Australian Securities and Investments
ASIC launches civil proceedings against Star Entertainment’s 11 casino executives and directors
The Australian Securities and Investments Commission (ASIC) has launched civil proceedings against 11 casino executives and directors of Star Entertainment Group. The regulator alleges that the individuals failed to properly exercise their duties as company directors, resulting in the company’s failure to comply with financial reporting obligations. ASIC also alleges that the individuals failed to ensure that Star Entertainment had adequate systems of risk management and internal control in place. The proceedings are being heard by the Federal Court of Australia. If found guilty, the individuals could face hefty fines and disqualification from managing corporations. This case is a reminder for all directors to ensure they are aware of their responsibilities under the law and take steps to mitigate risks associated with their roles.
The Australian Securities and Investments Commission (ASIC) has today commenced legal proceedings in the Federal Court against former Chairman of Star Entertainment Group, John O’Neill and its former Chief Executive Officer, Matthias Bekier. ASIC alleges that Mr O’Neill and Mr Bekier breached their duties under the Corporations Act between 2017 and 2019. The allegations relate to the approval by the Board of Directors of the Company of a series of related party transactions with Mr Packer and Crown Resorts. The allegations are that Mr O’Neill and Mr Bekier failed to exercise their powers and discharge their duties with the degree of care and diligence that a reasonable person would exercise if they were a director of a company whose affairs are in the same state as the affairs of the Company at the relevant time.
Failure to prevent critical risks
In the absence of laws and regulations, senior management at public listed companies are often reluctant to make important decisions as they believe that most of the work has been done by the Board of Directors. This is a common misconception as the directors are no more than advisors and should not take decisions on their own. Directors are expected to bring in proposals that are based on well-researched information and need to have a thorough understanding of the legal and regulatory implications. This is what is commonly referred to as ‘director’s discretion’. The directors must therefore always be seen as a check and balance on the company’s actions. They are expected to ensure that the company follows all relevant laws and regulations. In particular, if there are any irregularities or risks present with any of its dealings or businesses, it is their duty to immediately report the issues or risk to ASIC or other relevant bodies.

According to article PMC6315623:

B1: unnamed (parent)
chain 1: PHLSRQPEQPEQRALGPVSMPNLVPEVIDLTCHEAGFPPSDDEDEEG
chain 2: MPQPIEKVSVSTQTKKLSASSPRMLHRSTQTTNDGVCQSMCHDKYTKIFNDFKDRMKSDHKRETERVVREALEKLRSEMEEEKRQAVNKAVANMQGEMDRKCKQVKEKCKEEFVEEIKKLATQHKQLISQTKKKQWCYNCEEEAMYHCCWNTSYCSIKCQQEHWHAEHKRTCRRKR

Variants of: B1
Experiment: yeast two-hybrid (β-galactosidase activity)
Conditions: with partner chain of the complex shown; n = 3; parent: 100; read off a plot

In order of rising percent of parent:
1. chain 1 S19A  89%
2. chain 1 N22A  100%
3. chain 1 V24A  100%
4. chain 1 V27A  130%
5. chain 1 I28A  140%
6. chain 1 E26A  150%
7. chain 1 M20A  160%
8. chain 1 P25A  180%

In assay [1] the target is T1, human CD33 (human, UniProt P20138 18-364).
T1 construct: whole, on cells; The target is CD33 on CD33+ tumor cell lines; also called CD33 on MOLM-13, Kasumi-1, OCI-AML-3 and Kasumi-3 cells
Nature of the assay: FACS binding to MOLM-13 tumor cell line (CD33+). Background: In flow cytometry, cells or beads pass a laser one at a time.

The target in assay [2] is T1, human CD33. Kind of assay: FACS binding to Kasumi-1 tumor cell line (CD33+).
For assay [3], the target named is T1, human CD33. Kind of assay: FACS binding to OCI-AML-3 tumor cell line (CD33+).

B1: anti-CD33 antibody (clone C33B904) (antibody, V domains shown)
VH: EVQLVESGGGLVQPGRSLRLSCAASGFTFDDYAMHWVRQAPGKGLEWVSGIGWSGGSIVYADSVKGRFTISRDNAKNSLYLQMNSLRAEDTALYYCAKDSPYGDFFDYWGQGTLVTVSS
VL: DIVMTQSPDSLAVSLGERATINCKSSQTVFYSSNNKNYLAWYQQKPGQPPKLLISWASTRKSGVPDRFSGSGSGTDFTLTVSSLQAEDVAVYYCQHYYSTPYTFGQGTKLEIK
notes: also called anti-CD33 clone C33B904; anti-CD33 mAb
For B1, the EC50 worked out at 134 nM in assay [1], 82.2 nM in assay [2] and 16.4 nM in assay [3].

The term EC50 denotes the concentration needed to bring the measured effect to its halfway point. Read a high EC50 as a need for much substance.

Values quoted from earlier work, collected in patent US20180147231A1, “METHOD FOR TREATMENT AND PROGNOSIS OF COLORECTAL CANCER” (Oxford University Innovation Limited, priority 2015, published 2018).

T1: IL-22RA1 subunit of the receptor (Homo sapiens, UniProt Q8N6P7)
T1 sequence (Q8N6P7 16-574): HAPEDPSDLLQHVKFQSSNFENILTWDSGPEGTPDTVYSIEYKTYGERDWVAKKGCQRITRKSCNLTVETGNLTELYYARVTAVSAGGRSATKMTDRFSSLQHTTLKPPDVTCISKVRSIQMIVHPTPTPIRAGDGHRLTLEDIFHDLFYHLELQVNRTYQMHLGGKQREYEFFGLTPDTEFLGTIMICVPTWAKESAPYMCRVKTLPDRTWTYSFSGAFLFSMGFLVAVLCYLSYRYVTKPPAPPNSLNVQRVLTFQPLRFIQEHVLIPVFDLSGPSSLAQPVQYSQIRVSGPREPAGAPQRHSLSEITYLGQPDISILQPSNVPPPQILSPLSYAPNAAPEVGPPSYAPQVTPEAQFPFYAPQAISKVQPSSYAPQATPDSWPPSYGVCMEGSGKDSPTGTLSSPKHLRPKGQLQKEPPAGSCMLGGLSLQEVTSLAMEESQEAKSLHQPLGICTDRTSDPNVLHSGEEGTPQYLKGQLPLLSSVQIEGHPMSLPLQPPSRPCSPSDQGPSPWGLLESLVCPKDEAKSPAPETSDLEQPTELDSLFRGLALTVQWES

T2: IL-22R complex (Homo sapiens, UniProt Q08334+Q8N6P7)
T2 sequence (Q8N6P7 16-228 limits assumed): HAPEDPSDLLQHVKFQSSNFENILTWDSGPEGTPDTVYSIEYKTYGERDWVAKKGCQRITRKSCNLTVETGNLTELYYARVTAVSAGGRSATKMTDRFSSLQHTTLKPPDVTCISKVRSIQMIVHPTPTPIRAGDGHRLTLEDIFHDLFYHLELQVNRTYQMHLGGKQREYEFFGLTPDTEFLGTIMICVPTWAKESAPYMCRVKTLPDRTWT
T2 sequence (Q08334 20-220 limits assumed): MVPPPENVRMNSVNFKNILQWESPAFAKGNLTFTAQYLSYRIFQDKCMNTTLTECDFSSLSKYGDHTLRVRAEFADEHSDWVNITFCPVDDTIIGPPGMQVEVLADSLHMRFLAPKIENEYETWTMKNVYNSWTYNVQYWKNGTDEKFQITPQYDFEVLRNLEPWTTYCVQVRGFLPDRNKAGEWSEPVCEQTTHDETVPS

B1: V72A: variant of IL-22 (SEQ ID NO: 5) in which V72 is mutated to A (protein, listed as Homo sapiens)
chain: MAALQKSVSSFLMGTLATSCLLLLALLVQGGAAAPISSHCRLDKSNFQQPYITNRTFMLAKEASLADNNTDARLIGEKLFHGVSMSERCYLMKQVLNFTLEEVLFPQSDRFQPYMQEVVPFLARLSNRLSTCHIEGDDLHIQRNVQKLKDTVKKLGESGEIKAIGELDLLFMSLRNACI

Companies can be prosecuted under Section 245 of the Corporations Act 2001 for not taking proper steps to prevent such risks. Towards this end, the directors have adopted a number of policies and procedures in order to protect the company from potential problems. One such example is the company’s risk management policy which outlines what risks could arise within the company and what steps should be taken in dealing with such risks. A company's risk management policy should include as many details regarding potential risks as possible. The policy should clearly indicate how a particular risk may manifest itself and how it should be managed. The policy should also explain how the board will deal with these risks in order to mitigate them to a reasonable extent possible. In case any issues arise or are reported, then it is the directors' duty to immediately initiate processes for dealing with the issues or risks in question. In addition, it is their duty to put in place systems for ensuring that similar issues don't recur again in future. Hence, it is imperative that companies carry out regular due diligence on their businesses or projects prior to any decision being taken or investment being made.
Significant governance failures
The Federal Court case was brought by the Australian Securities and Investments Commission (ASIC) against three former AMP directors, John Calvert-Jones, Alison Ashburn and Diana D'Ambra. The trio were accused of breaching their directors' duties by failing to ensure the financial services company’s compliance with its legal obligations. The case was brought after ASIC uncovered a string of failures at AMP when it began investigating the company over its handling of the fees-for-no-service scandal in 2015. ASIC alleged that AMP had charged fees to its customers for services it did not provide and then misled them about the fees. The corporate regulator also said AMP had failed to notify ASIC about the misconduct until 2014, despite being legally obliged to do so.
Anti-money laundering deficiencies
AUSTRAC allege that Star Sydney’s anti-money laundering processes were so lax they became “merely a facade.” According to the regulator, the casino was simply not doing enough to stop gamblers using its facilities to launder money.
The Australian Securities and Investment Commission (ASIC) has fined National Australia Bank (NAB) $9 million for allegedly misleading customers into believing that Star credit cards could be used to gamble. According to ASIC, National Australia Bank (NAB) was repeatedly aware that Star had allowed the use of its credit cards with UnionPay, a Chinese state-owned bank and financial services provider, but did not provide customers with clear information on this. In addition, NAB is also alleged to have “willfully” provided false and misleading information to consumers about the way their credit cards were linked with UnionPay so that consumers would be unaware that Star was in breach of its terms and conditions. This is a clear breach of the law and the Australian Consumer Law.